It all started with a bang.
With reports of an
explosion, a three-person response team rushed to the scene of a school and
breached a door in order to assess the situation, stop the threat and get
medical assistance to victims in need.
The explosion signaled the start
of an active shooter scenario as personnel with the Kansas State University
Police Department, the Kansas Highway Patrol and Riley County Emergency Medical
Services participated in active violence training June 12 at Victory Village,
Fort Riley’s Combined Arms Collective Training Facility.
Officers from various
agencies responded to several different scenarios in a variety of settings June
10 and 12 as part of K-State’s annual active violence training.
“Each year we try to do a little
bit different in terms of active violence and active shooter training because
each scenario is different in the real world,” said Capt. Don Stubbings,
K-State Police Department.
Citing real-world examples,
such as the Boston Marathon bombings and nationwide school shooting incidents,
the scenarios incorporated elements such as explosions and active shooters.
“A lot of times there’s a combination
of different types of violence,” Stubbings said. “We want to make sure that our
officers are exposed to those situations so they can respond appropriately.”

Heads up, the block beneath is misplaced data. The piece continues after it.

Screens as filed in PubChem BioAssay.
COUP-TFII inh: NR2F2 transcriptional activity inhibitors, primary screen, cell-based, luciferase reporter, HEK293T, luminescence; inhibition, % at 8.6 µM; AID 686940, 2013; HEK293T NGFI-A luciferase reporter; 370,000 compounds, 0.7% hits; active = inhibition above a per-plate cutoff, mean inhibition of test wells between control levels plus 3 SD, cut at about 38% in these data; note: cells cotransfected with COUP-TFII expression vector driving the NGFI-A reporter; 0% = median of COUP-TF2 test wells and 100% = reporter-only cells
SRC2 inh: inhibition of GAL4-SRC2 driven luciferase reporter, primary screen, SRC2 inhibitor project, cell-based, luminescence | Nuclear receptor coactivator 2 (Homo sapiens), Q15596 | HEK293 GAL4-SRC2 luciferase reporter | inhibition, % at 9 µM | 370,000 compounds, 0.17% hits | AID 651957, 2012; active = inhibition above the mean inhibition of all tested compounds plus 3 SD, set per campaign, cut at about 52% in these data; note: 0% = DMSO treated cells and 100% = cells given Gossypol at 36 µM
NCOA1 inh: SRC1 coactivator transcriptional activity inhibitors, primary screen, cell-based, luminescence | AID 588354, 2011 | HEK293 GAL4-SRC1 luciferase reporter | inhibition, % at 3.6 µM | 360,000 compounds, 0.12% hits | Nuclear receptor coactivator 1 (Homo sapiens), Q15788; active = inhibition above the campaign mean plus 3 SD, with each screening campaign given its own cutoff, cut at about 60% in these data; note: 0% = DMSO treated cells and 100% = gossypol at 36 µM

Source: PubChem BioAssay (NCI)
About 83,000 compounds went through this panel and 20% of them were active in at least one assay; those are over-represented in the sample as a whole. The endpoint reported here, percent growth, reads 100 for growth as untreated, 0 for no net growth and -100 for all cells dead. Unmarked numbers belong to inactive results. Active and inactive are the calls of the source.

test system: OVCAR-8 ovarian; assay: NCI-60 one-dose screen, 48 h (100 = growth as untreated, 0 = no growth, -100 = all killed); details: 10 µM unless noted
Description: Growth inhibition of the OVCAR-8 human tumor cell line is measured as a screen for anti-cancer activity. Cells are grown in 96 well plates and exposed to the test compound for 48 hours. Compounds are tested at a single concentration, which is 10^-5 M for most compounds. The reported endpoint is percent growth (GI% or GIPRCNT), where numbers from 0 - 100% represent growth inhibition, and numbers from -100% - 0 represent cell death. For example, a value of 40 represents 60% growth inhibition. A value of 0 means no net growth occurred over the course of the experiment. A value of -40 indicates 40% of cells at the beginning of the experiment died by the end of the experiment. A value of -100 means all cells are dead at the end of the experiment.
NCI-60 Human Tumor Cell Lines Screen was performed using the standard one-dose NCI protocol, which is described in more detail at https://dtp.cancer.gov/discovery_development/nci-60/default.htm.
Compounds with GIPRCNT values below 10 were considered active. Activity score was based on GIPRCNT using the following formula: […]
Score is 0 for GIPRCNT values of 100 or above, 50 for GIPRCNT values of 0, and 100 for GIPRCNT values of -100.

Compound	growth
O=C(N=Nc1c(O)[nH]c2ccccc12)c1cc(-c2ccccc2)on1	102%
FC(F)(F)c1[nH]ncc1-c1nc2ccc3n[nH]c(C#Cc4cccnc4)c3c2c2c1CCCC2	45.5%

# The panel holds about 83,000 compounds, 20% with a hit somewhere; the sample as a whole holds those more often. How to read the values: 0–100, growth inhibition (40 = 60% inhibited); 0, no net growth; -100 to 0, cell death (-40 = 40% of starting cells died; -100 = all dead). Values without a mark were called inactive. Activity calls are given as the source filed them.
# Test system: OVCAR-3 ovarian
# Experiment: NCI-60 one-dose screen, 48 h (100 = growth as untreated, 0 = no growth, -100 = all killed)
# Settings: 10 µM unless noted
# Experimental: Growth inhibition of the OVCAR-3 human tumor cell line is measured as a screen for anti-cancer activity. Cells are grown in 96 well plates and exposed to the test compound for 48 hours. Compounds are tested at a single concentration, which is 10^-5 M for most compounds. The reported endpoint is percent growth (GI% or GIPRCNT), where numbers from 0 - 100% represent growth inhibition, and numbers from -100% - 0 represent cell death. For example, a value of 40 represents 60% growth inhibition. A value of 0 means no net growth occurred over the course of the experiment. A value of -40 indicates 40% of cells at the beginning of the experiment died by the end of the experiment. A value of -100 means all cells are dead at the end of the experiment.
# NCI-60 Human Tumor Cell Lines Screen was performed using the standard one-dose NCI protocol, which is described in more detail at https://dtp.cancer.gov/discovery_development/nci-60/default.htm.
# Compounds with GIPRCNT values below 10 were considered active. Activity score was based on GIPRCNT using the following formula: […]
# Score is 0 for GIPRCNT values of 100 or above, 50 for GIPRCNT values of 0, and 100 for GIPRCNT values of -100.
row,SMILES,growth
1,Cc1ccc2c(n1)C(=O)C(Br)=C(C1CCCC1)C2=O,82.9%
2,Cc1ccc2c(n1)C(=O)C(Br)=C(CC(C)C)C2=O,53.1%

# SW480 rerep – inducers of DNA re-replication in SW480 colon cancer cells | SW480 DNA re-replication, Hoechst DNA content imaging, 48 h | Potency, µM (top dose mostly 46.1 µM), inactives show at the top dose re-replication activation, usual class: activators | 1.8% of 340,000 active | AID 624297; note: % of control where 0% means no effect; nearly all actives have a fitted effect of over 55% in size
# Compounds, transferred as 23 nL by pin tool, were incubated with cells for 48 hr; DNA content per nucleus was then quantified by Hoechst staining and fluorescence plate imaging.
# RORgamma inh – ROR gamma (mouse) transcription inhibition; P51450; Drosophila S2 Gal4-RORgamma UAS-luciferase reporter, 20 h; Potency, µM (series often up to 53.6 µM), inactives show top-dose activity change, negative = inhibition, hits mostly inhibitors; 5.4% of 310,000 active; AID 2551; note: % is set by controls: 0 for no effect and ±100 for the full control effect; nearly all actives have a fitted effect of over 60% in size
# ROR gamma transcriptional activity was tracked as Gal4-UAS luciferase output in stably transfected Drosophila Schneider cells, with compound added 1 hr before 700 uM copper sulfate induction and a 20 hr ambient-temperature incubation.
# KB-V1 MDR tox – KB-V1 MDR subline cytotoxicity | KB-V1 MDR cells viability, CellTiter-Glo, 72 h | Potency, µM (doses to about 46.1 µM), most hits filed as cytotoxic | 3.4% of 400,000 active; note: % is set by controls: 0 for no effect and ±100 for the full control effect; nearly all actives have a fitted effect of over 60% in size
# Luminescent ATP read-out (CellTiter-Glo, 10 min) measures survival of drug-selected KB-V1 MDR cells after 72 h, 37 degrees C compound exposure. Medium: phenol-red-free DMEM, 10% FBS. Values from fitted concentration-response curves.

In a real-world scenario, personnel
from different agencies would also likely respond, so the training focused on
“There’s a lot of officers coming
on scene ... The challenge is – how do we communicate? How do we collaborate?” Stubbings
said. “How do they stop the threat and get service to those victims?”
Training scenarios were staged
in several buildings including a hotel, a farmhouse and a school.
Many buildings at Victory Village
are wired for sound and video, so observers were able to watch in real time at
the Range Operations Center. Additionally, participants were given video copies
of their training to take with them, which helps them continue learning from the
training even after they’ve left the facility.
Stubbings said Victory Village
provided an ideal setting to conduct the training.
“The technology available here
at Victory Village is second to none. It allows us to have a real-time
experience for those officers. They’re experiencing things in those buildings that
you see in the real world,” he said. “When you can make the training as real as
possible using the best facilities as possible, you’re going to get the best
response you have … So they’re getting some of the best training they can get
for these situations.”
The training also
incorporated a mobile command vehicle, an EMS tactical team and combat aid
The opportunity to train at
Fort Riley came out of a partnership between the Directorate of Emergency
Services, K-State and other local emergency responders.
Stubbings said the organic partnership
between the entities has been extremely valuable.
“The training’s going
excellent. The collaboration is incredible. The service here at Fort Riley and
the support we’ve had is second to none. The people here at the CACTF and the
Victory Village – they’ve opened their doors to us and have been incredible,”
he said. “When you put that team approach and those collaborations, great
things happen. And that’s what’s happened here.”